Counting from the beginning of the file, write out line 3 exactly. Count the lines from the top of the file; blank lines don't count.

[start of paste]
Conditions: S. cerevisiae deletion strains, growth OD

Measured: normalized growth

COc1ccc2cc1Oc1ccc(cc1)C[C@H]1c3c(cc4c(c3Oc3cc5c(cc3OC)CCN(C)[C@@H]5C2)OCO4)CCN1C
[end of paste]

COc1ccc2cc1Oc1ccc(cc1)C[C@H]1c3c(cc4c(c3Oc3cc5c(cc3OC)CCN(C)[C@@H]5C2)OCO4)CCN1C